Andrew Kaufman was born in Wingham, Ontario in Canada. His first published novella, All My Friends Are Superheroes, was released in 2003, to international critical acclaim. Since then, Andrew has a host of impressive works to his name including The Waterproof Bible, The Tiny Wife and his latest offering, Born Weird. Incorporating the fantastical and magical into witty, quirky and heartwarming reads that can be devoured in one sitting, Andrew’s work is sweetly spellbinding. Taking time out of his hectic schedule to, the Canadian has spoken to HELLO! about his career as a wordsmith, his love of the Silver Surfer and why even bags of garbage have their charms…
When did you realise that you wanted to become a fiction writer?
I can’t really remember a time when I didn’t want to be a writer. I’m either cursed or blessed that way.
Although your stories encompass different locations, Toronto is the backdrop for all of your published books. Why did you settle on that particular location?
Because I write stories that feature a lot of imaginative stuff, talking frogs driving cars, people with magic abilities, metaphoric plotlines, I really need to convince a reader to suspend their disbelief and just trust me. That’s a lot easier for a reader to do when I get the details right. Since I live in Toronto it’s easier for me to get these details right when I set the story here. But on top of that, Toronto doesn’t come with the mythic baggage that a city like New York or London does. There have been so many stories set in those cities, and so few set here. So I don’t have to worry about working against a pre-existing mythology. It’s a blank slate in this town. I can put anything I want on top of it.
Your books are filled with refreshing moral tales. If you could only choose one moral lesson that you explore in your writing, what would it be?
I’m a big fan of redemption. It has to be earned and it doesn’t come without a lot of sacrifice, painful growth, and setting down what you believe to see someone else’s side. The path to achieving it is such a great story. If I could only explore one theme, it would definitely be redemption. It’s kinda what I’m already doing…
Your sense of magic realism seems to draw on the much-loved tradition of comic book-esque characters. Are you a superhero fan? Who is your favourite superhero?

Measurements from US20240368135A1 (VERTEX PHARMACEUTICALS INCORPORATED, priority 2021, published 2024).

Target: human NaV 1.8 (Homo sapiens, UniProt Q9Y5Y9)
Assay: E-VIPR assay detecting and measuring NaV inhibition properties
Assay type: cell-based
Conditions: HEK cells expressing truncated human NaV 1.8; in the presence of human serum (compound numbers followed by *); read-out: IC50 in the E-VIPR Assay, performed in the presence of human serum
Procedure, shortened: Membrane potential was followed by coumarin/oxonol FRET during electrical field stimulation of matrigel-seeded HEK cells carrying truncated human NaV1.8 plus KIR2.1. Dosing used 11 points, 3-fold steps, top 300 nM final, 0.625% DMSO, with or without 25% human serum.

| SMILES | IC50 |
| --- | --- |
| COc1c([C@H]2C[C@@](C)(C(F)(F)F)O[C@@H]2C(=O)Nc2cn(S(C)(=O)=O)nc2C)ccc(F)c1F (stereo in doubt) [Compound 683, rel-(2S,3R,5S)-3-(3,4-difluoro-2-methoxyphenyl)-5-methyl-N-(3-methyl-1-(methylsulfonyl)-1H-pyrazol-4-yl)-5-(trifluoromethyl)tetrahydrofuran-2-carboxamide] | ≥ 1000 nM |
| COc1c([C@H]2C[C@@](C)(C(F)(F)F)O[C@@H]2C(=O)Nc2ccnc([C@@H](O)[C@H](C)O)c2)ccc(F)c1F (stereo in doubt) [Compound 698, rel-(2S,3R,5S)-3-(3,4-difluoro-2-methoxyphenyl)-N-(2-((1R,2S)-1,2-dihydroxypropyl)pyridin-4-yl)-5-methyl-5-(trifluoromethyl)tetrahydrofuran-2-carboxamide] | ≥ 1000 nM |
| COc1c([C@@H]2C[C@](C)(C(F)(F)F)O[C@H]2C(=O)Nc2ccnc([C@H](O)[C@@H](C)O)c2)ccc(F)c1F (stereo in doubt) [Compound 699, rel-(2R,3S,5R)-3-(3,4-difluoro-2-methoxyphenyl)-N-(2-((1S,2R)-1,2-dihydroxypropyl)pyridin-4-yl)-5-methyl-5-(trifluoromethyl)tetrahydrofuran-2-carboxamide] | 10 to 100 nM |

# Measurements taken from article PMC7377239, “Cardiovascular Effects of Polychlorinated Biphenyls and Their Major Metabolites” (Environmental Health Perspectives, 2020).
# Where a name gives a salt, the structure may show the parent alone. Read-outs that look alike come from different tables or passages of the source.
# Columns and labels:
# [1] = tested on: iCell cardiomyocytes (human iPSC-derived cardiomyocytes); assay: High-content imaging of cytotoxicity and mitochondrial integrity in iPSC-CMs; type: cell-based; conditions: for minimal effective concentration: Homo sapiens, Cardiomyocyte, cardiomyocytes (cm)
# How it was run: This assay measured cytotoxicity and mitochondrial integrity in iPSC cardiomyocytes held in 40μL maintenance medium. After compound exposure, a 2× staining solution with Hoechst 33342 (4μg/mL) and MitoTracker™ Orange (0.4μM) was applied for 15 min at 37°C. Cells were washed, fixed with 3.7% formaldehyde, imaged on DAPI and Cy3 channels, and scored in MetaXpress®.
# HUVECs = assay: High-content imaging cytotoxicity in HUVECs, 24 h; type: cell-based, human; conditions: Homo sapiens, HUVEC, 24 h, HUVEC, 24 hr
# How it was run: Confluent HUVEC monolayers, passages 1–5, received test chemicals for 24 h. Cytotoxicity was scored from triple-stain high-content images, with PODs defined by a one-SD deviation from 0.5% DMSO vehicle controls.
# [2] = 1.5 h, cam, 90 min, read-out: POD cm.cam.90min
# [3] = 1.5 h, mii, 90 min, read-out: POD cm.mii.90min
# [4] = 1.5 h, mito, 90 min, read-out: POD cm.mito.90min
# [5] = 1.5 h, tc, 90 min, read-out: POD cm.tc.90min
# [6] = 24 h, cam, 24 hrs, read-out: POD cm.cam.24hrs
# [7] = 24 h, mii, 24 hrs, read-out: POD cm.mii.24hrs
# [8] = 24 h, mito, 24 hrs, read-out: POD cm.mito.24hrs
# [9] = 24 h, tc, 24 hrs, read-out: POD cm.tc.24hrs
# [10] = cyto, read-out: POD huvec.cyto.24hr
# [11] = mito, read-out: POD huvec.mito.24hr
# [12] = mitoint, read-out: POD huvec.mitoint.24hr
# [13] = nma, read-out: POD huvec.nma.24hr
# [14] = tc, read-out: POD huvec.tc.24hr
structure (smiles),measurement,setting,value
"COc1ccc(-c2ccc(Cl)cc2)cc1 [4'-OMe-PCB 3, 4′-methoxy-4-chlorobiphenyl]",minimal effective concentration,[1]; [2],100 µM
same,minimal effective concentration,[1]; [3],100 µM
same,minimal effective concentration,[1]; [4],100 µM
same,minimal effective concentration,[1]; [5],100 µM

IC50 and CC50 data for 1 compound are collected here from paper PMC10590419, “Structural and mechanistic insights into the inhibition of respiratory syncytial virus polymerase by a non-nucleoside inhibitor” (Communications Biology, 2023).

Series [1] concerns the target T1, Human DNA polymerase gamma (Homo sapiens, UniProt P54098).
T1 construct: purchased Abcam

Comic books were the first books that were mine. That I picked out for myself and purchased with my own money. So they have a special place in my heart. Comic books, superhero comic books at least, really only have one story that gets told over and over again—that you have a secret power inside, waiting to be discovered. That’s a pretty powerful idea. My favourite superhero is the Silver Surfer.
As a writer for radio and TV, you must constantly have a pen in hand. How do you find time to write books, and if you are lacking the motivation to write, how do you find it again?
I usually have three or four projects that I’m working on at the same time, in various stages of competition. So if one story isn’t working, I just put my efforts into something else for a while. It isn’t motivation that’s usually lacking for me, but time.
You list David Mitchell as one of your literary inspirations. What do you enjoy about his writing? Besides other authors, what else are you inspired by?
David Mitchell is just so bloody smart. He has this amazing ability to create page-turning plots that are at the same time really thick and deep and insightful. You don’t realize how deep it goes until you’re already done. I get inspired a lot by things I just see around the city, teenagers giving their bus seats to old ladies, Mom’s playing with their kids, an alleyway that’s full of garbage but weirdly beautiful—pretty cliché stuff, but I love it.
What book have you enjoyed writing the most so far?
Definitely All My Friends Are Superheroes. I had no idea what I was doing or that anybody would want to read it. I was just a kid with a Trans-Am in the garage that I was trying to fix up, just to see if I could get it on the road. Way more fun than walking around calling myself a mechanic.
I was particularly struck by Kent’s description of the modern obsession to document life through photographs. I notice your website is particularly image led, so would you say you are at odds with Kent’s opinion? With this in mind, what do you think about the new social networking generation?
I think Kent’s hatred of photography is generated by a healthy dose of sibling rivalry as much as anything else, but I do think he has a point. The fact that we’re so willing to stop what we’re doing, stop having a significant moment just to document it, is very troubling. But I love photographs, I love images in general—I write in images. They’re powerful and that’s why we love them but I still think personal experience trumps any documentation of it. As for social networking, I’d say the same is true. It’s great to chat on-line, but it’s inferior to having the same chat in person, seeing someone’s facial expressions, what they’re doing with their hands. Even the most wired teenager would have a hard time debating that.
Your stories have an air of sensitivity that is heartwarmingly compelling. Would you consider yourself to be a softie? If so, where did your soft side come from?
I think it takes a lot of strength to be a softie, to be sensitive and openhearted. I think it’s very hard to do. It’s definitely easier to achieve it with fiction than it is in the real world. My stories are tender and warm-hearted because that’s how I wish I could be. I wish I were half the person in real life that I can be as a storyteller on the page.
If you could pick one line from your work that epitomises your writing, what would it be?
“…the only difference between a happy ending and a sad ending is where you decide the story ends.”